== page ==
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Students in Amsterdam Share Housing With Refugees

Encouraging Integration By Mixing Students and Refugees
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Encouraging Integration By Mixing Students and Refugees

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Finding quality, low-cost housing can be a problem for university students, especially in The Netherlands.

Last year, the average cost to rent a house in Amsterdam rose to over 2,000 euros a month.

Now, students have another choice: they can live with refugees.

The "Startblok" project is a group of city-owned apartment homes that opened in July 2016.

The project has 463 studio apartments and 102 rooms. Half of them are for Dutch students and recent university graduates. The other half are for refugees who have official permits to live there.

In exchange for low-cost housing, the students and refugees are expected to take care of the property together. The goal is to mix the two sides together so they learn more about each other's culture.

Everyone in Startblok is between the ages of 18 and 27. The Dutch are mostly students or those who recently finished their studies. Of the refugees, two-thirds come from Syria and Eritrea.

City officials hope that as the young people share the responsibility of operating the apartments, the refugees will become a part of the local community sooner.

Nahom Berhane is a 24-year-old Eritrean refugee. He arrived in Europe after crossing the Mediterranean Sea by boat. He says he is happy the local government found a place for him in Startblok.

"The life here is more of observing from a lot of people around me. When I see them, I can learn a lot of things from them. Whenever I have problems with translation, homework or anything, everyone is open to help you any time..."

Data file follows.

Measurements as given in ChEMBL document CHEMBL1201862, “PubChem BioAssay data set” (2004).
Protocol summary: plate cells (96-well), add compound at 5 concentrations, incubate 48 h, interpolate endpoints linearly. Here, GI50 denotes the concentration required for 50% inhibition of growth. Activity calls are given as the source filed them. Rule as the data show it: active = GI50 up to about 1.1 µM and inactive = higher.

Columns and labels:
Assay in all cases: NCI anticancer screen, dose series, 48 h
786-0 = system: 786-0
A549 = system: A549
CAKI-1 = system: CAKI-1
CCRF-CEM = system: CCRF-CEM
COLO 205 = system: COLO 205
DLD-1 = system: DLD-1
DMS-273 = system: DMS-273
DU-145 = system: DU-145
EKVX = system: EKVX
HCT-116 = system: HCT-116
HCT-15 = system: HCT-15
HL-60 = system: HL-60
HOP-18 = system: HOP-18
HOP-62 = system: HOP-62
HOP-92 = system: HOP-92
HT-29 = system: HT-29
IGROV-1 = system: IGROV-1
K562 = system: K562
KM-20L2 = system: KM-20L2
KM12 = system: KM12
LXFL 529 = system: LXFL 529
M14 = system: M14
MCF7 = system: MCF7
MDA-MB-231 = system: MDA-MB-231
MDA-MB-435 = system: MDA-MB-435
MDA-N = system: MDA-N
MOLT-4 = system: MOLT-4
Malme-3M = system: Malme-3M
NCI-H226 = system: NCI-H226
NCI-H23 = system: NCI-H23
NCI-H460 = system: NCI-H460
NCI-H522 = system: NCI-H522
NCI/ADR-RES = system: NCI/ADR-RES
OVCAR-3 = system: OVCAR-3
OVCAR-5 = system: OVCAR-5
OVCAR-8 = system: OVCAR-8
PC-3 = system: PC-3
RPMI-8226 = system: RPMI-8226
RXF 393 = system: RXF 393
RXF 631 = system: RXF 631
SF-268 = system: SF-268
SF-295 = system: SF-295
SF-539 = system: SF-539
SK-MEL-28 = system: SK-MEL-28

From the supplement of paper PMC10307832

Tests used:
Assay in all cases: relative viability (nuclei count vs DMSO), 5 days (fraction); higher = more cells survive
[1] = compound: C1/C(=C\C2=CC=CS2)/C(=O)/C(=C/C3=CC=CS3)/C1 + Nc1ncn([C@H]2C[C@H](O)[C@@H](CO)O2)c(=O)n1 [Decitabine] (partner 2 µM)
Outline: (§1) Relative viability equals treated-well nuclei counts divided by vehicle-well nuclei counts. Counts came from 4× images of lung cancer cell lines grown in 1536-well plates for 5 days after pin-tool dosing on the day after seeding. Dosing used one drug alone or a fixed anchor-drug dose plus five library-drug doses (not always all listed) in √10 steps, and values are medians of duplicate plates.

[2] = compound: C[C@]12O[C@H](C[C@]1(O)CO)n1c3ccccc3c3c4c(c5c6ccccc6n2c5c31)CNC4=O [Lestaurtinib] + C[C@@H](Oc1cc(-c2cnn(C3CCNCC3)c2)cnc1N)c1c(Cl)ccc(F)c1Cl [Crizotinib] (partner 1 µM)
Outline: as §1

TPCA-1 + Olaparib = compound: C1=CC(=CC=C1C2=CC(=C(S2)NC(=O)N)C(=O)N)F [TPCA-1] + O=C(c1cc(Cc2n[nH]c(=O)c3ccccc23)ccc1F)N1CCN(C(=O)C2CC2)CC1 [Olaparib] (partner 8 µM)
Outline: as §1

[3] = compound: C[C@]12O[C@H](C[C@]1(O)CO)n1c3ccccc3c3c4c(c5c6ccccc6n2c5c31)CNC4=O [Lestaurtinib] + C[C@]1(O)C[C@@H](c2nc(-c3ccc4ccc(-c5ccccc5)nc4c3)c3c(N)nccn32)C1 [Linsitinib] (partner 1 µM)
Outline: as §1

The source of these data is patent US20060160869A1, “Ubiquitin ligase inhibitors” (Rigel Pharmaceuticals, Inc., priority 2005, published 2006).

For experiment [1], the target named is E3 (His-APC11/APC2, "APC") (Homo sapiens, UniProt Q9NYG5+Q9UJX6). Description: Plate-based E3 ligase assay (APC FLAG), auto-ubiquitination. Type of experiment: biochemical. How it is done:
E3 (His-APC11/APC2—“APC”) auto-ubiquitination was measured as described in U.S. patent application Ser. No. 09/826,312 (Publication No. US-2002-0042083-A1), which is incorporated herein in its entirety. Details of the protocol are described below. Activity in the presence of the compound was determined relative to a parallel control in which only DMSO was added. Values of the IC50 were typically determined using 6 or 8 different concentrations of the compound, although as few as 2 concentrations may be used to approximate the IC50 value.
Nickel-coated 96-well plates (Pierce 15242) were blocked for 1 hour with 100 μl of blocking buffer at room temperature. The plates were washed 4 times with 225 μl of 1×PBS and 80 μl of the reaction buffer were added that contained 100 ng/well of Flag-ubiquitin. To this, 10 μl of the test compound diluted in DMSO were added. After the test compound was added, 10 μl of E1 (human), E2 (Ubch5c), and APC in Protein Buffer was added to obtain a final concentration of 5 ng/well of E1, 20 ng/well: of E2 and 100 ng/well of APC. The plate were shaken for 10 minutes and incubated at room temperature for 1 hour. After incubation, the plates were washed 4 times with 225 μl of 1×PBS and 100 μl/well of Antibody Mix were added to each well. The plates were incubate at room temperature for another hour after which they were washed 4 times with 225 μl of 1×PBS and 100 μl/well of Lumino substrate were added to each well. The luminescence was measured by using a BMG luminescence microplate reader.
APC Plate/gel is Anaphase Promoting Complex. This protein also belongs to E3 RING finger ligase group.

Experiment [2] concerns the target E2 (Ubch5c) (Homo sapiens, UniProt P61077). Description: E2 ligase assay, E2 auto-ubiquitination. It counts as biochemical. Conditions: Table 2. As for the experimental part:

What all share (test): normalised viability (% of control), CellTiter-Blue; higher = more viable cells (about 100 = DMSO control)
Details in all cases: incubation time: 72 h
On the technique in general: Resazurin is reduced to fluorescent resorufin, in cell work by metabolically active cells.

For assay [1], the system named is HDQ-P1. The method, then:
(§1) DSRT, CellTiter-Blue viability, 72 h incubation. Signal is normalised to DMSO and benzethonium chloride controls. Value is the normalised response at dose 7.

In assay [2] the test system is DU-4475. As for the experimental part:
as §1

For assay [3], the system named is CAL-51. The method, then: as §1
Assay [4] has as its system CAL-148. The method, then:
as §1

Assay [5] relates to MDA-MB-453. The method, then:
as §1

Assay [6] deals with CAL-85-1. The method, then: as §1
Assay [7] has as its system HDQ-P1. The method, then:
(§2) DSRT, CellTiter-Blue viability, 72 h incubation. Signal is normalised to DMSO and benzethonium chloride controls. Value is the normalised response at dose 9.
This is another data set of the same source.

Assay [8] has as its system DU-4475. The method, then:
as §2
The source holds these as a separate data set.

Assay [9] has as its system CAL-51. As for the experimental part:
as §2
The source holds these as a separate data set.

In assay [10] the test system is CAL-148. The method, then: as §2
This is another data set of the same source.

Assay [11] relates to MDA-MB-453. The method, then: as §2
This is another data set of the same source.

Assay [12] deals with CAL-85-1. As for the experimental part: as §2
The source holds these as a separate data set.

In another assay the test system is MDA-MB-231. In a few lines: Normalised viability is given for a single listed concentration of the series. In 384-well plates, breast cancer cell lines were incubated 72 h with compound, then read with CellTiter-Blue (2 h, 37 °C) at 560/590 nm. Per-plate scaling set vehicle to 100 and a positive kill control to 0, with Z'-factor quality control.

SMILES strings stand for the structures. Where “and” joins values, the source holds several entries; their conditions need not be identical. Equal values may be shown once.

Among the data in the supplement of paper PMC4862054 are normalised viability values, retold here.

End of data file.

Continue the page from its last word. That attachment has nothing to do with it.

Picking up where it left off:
A graduate student in architecture, Abdellah Zkert fled the war in Syria. He enjoys living with other students much more than living in a refugee shelter.

"We got something so important, it's the friendship. We have a lot of friends in here, and maybe if we are out of Startblok, we will not get these friends..."

Tequisha Begeer is a Dutch university student. She moved to the project because she could not find low-cost housing in Amsterdam. She says she had never met a refugee before living here.

"In the beginning, I had my thoughts about it because of the culture difference. But from the beginning (that) I was living here, it was all gone."

Other European cities are interested in the Startblok model.

Fleur Eymann is a graduate student who also takes care of public relations for the project. She is surprised by how much good attention they are receiving.

"So there's, for example, the municipality of Antwerp, Berlin, Athens, Vienna. They all came over here and showed interest..."

The Netherlands has accepted large numbers of refugees. Other programs in Amsterdam have given refugees space for a short period in old prisons.

I’m Jill Robbins.

Marthe Van Der Wolf wrote this report for Dr. Jill Robbins adapted her report for Learning English. George Grow was the editor.

Now it’s your turn. Does your country host refugees? How are they becoming part of the communities where they now live? Write to us in the Comments section.


Words in This Story

apartment - n. a usually rented room or set of rooms that is part of a building and is used as a place to live

rent - v. to pay money in return for being able to use (something that belongs to someone else)

graduate – n. someone who has completed a study program

translation n. the act or process of taking one language, and changing the words into a different language